The Progressive has become a leading journal covering the new world of corporate-style education, where data, high-stakes testing, and free-market ideology are the hot policy ideas.

Be sure to watch this hilarious video.

And be sure to read the story about Profit-Ship here.

This article appears on Breitbart.com, a conservative media outlet. Written by Dr. Susan Berry, a regular contributor to the website, it is critical of Jeb Bush’s support for the Common Core and details his relationships with other groups and funders.

 

With polls showing Republican support for Common Core plummeting, common sense would dictate that Bush call it a day with the nationalized standards, as has been done by other Republicans, such as Maine Gov. Paul LePage and U.S. Sen. David Vitter, who plans to run for governor of Louisiana next year.
However, as a review of Bush’s history with the education initiative demonstrates, his interest in pushing onto the entire nation the reforms he introduced while governor of Florida – and his methods for doing so – have led his critics to claim he is more about big government crony capitalism than concern for children’s education.
Bush is the founder of several organizations that all play into a reported strategy that involves not only motivating “the people” at large for changes in education, but also using state education officials to administratively make some of those changes happen without the scrutiny or approval of the public.
As the founder and chairman of the Foundation for Excellence in Education (FEE), a national group which states its ambitious mission is “to build an American education system that equips every child to achieve his or her God-given potential,” Bush tapped for CEO Patricia Levesque, his former deputy chief of staff for education, enterprise solutions for government, minority procurement, and business and professional regulation while he was governor.
Chiefs for Change is an affiliate of FEE and describes itself as a “bipartisan coalition of current and former state education chiefs who believe that American public education can be dramatically improved.” Current members of Chiefs for Change include Mark Murphy of Delaware, Tom Luna of Idaho, John White of Louisiana, Hanna Skandera of New Mexico, Janet Barresi of Oklahoma – who was defeated in the state’s primary election this year, Deborah Gist of Rhode Island, and Kevin Huffman of Tennessee, former education commissioner and ex-husband of controversial Washington, D.C., schools chancellor Michelle Rhee…..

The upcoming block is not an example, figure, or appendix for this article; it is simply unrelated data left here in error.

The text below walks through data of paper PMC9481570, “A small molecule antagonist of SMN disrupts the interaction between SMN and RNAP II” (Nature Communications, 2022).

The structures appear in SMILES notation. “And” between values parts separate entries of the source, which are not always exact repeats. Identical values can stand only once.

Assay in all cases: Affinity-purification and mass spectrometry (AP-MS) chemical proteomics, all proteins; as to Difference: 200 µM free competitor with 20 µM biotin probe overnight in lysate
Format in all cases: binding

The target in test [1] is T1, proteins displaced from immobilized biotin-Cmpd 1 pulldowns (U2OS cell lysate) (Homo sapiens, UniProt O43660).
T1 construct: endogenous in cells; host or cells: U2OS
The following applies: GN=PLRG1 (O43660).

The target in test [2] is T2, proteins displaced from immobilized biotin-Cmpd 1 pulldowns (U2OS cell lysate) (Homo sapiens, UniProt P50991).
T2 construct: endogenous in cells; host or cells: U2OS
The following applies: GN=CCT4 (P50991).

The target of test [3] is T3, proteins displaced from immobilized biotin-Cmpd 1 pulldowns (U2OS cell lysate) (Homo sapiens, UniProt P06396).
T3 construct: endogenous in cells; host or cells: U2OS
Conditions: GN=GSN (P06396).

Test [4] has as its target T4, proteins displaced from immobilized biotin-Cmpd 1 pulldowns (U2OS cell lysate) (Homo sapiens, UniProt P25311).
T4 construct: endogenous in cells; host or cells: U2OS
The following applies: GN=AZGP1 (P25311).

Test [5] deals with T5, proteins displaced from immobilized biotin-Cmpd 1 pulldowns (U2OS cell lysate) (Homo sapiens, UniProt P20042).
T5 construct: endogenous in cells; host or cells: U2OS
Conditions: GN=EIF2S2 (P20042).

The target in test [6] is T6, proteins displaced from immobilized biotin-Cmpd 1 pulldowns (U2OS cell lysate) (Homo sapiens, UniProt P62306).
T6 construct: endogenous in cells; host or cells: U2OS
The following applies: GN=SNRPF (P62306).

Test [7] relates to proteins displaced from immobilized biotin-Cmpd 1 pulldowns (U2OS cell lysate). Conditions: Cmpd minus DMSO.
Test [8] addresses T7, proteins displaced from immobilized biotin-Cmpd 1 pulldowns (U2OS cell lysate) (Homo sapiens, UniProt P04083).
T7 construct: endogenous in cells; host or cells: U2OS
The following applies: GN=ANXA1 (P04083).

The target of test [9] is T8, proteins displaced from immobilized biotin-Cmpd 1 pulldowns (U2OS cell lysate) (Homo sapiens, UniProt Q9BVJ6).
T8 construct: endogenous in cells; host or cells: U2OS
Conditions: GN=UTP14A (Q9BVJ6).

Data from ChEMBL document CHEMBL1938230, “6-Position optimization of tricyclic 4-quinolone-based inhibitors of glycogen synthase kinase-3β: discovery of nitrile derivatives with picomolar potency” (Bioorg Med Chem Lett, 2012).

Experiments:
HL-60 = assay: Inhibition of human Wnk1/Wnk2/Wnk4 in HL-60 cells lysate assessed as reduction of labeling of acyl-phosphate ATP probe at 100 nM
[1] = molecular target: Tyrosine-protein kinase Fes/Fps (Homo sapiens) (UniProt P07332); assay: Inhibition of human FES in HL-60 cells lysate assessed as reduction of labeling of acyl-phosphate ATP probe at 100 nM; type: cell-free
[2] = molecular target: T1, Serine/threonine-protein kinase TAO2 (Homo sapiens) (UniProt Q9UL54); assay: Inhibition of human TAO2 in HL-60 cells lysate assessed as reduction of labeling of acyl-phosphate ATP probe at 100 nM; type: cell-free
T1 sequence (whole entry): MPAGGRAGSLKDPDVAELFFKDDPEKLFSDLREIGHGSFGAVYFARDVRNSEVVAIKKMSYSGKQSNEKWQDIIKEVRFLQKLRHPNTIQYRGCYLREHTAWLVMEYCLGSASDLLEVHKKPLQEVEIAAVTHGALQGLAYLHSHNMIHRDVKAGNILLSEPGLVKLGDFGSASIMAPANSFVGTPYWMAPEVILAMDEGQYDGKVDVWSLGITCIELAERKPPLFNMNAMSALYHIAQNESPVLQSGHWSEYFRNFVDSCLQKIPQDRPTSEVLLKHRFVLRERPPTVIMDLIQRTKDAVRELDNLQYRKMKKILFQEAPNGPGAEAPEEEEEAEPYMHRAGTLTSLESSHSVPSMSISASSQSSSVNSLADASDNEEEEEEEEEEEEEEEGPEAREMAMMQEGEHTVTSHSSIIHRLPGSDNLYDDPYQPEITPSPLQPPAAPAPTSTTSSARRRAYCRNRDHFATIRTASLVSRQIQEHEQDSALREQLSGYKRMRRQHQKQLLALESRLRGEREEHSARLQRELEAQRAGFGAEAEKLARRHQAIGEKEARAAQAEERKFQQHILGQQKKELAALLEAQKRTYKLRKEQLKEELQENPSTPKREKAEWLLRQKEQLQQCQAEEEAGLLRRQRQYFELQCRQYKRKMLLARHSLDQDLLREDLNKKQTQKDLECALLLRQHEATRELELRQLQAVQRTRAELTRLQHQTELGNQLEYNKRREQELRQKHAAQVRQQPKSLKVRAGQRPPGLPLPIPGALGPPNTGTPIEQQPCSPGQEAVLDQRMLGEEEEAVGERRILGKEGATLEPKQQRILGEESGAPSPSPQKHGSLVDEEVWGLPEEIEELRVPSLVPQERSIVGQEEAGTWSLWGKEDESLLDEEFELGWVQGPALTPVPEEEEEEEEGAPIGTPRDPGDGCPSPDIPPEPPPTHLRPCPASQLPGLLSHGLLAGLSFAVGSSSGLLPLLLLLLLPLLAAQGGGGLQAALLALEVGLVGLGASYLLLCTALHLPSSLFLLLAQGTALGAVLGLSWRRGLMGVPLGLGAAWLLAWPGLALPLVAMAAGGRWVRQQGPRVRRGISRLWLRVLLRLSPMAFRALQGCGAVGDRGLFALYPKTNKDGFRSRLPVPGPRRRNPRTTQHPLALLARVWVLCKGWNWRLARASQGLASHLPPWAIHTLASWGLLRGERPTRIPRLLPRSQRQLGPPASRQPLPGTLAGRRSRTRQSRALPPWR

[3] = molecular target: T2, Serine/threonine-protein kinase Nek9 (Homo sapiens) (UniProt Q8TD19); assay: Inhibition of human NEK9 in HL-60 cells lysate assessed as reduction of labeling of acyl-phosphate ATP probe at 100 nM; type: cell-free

As it happens, some of the Chiefs for Change are also members of the Partnership for the Assessment of Readiness for College and Careers (PARCC), one of the two federally funded interstate consortia that are developing tests aligned with the Common Core standards.
“Cronyism and corruption come in all political stripes and colors,” wrote [Michelle] Malkin at Townhall. “As a conservative parent of public charter school-educated children, I am especially appalled by these pocket-lining GOP elites who are giving grassroots education reformers a bad name and cashing in on their betrayal of limited-government principles…..”

 

Additionally, Bush has joined with former president of the pro-Common Core Fordham Institute Chester Finn and the U.S. Chamber of Commerce in Conservatives for Higher Standards, a group that promotes the Common Core standards but whose supporters still call themselves “conservatives.” Among the organization’s supporters are Sen. Lamar Alexander (R-TN), soon-to-be head of the Senate committee that oversees education; former Mississippi Gov. Haley Barbour (R); former U.S. Secretary of Education Bill Bennett; Iowa Gov. Terry Branstad (R); Tennessee Gov. Bill Haslam (R); former Arkansas Gov. Mike Huckabee (R); and New Mexico Gov. Susana Martinez (R).
The Fordham Institute, the U.S. Chamber of Commerce, and Bush’s national organization have all been awarded grants by the Bill and Melinda Gates Foundation, the primary private backer of the Common Core standards.